Once the discovery phase is complete, we move on to the design stage in the Figma component research file. At this stage, I have a clear understanding of the required features and I incorporate them into the component to meet the user's needs. I come up with one or more proposals and then reach out to my fellow developers, who are experts in the technical aspects of the systems and the complexities involved in my designs. I meet with them to ensure that my design is feasible and within the scope. We also have a weekly design team session where we present our projects and receive feedback from our fellow designers. These reviews are critical in moving forward with the next steps.
4. Accessibility
This particular step of the process has been in place since the very beginning. At this stage, we consult with accessibility experts to obtain their review and approval. This review is not about soliciting advice on how to make my components accessible; rather, it is about presenting my accessibility applications and ensuring that I have executed them correctly. To accomplish this, I adhere to an a11y checklist that aligns with the Web Content Accessibility Guidelines 2.1 (WCAG).
5. Content
My fellow designers, developers, and accessibility experts have approved the component, so now it's time to create the documentation. To ensure consistency across all components, I follow a content model that applies to everything we produce. Our strategy aims to align the documentation and provide a consistent information structure for our customers. As designers, we are also responsible for following heuristic content guidelines to ensure our documentation is accessible and easy to understand. Once we have a solid draft, we work with our content experts to review and refine the documentation together.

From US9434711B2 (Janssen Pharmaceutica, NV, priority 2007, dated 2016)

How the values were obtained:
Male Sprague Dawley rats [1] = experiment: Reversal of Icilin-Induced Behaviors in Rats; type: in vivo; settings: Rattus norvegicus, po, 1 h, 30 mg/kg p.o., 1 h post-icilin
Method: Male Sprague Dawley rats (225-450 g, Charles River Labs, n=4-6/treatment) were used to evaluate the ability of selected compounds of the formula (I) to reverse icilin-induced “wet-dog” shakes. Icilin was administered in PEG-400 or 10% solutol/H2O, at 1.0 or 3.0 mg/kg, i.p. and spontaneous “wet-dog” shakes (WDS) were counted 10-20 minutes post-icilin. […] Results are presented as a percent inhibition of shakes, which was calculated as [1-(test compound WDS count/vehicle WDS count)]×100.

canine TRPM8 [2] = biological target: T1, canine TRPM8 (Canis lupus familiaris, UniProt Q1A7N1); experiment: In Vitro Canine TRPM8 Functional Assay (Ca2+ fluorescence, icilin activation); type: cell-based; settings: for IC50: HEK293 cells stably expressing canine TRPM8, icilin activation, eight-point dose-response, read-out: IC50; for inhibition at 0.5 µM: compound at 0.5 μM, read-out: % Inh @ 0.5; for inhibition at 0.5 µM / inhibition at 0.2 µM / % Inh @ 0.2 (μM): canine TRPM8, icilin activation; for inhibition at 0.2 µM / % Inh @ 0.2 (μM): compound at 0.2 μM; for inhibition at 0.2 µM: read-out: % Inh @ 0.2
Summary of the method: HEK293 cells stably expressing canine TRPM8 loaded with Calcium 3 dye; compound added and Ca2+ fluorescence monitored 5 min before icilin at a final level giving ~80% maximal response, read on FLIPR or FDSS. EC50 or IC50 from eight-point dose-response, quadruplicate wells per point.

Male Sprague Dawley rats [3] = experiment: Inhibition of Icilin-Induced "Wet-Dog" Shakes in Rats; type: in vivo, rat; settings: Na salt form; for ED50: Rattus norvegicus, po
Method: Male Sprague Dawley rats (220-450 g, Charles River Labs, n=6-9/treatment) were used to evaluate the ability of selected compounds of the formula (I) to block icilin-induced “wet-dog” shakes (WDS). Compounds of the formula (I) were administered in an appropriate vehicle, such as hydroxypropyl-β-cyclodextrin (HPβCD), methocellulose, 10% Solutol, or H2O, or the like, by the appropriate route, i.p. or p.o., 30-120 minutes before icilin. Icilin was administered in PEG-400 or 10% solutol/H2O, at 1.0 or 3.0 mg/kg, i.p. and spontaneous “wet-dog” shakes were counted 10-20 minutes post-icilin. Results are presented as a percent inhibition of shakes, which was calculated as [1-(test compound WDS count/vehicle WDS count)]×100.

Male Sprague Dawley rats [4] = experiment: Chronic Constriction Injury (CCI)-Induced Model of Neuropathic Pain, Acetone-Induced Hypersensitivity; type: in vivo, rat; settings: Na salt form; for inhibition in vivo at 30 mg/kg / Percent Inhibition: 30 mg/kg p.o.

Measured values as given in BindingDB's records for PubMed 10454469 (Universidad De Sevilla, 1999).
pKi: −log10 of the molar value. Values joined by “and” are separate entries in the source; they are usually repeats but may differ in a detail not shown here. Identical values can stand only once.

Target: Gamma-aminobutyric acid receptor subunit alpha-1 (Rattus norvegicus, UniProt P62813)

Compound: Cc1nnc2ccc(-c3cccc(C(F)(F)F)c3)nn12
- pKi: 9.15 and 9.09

6. Localization
The localization review is a crucial step in the process to make sure that the component is universally accepted and not offensive to any audience. This process involves not only translating the copy but also adapting and mirroring the elements. In order to accomplish this task, I collaborate with localization experts who work with vendors representing countries where Right-to-left languages are used, such as AE, EG, IL, and SA.
7. Development hand-off
This step of the process started from the beginning with the involvement of the developer. The dev has been supporting with feedback along the process and sometimes, they can even start preparing the dev environment before the official hand-off. The design delivery for the devs is a step that includes a Figma design file and a documentation Google doc. The developers then start implementing my design and we communicate every step of their process to ensure that it is aligned with the design. To review his implementation before the release I use tools like Jira, Storybook, GitLab, and Chromatic.
8. Release
As part of our internal processes, I follow a release checklist step-by-step training file and I have reviewed the implementation and ensured that it aligns with the design and documentation. All the interactions, colors, and states seem correct, and the component is functioning as expected. We are now ready to merge! I have a meeting with the developer to plan the release. Typically, we schedule it on the same day to announce to our customers simultaneously and provide updates in both design and development resources equally.